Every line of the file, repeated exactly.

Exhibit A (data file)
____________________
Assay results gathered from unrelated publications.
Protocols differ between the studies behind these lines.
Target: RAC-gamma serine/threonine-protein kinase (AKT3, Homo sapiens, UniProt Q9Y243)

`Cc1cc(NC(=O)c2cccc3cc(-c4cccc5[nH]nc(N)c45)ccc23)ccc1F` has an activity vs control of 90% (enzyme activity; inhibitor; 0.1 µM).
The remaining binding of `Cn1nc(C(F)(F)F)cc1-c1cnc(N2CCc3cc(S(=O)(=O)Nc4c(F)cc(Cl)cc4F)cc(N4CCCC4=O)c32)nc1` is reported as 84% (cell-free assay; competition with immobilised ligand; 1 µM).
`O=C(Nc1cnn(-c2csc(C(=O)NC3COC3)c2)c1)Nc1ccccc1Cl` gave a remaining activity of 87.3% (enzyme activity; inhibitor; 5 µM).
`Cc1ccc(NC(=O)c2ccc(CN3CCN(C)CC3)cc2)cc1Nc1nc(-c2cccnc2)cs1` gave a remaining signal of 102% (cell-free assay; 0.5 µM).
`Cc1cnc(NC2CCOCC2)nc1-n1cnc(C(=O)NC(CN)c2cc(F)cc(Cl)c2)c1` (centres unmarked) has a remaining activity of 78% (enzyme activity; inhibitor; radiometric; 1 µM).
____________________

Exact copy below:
Assay results gathered from unrelated publications.
Protocols differ between the studies behind these lines.
Target: RAC-gamma serine/threonine-protein kinase (AKT3, Homo sapiens, UniProt Q9Y243)

`Cc1cc(NC(=O)c2cccc3cc(-c4cccc5[nH]nc(N)c45)ccc23)ccc1F` has an activity vs control of 90% (enzyme activity; inhibitor; 0.1 µM).
The remaining binding of `Cn1nc(C(F)(F)F)cc1-c1cnc(N2CCc3cc(S(=O)(=O)Nc4c(F)cc(Cl)cc4F)cc(N4CCCC4=O)c32)nc1` is reported as 84% (cell-free assay; competition with immobilised ligand; 1 µM).
`O=C(Nc1cnn(-c2csc(C(=O)NC3COC3)c2)c1)Nc1ccccc1Cl` gave a remaining activity of 87.3% (enzyme activity; inhibitor; 5 µM).
`Cc1ccc(NC(=O)c2ccc(CN3CCN(C)CC3)cc2)cc1Nc1nc(-c2cccnc2)cs1` gave a remaining signal of 102% (cell-free assay; 0.5 µM).
`Cc1cnc(NC2CCOCC2)nc1-n1cnc(C(=O)NC(CN)c2cc(F)cc(Cl)c2)c1` (centres unmarked) has a remaining activity of 78% (enzyme activity; inhibitor; radiometric; 1 µM).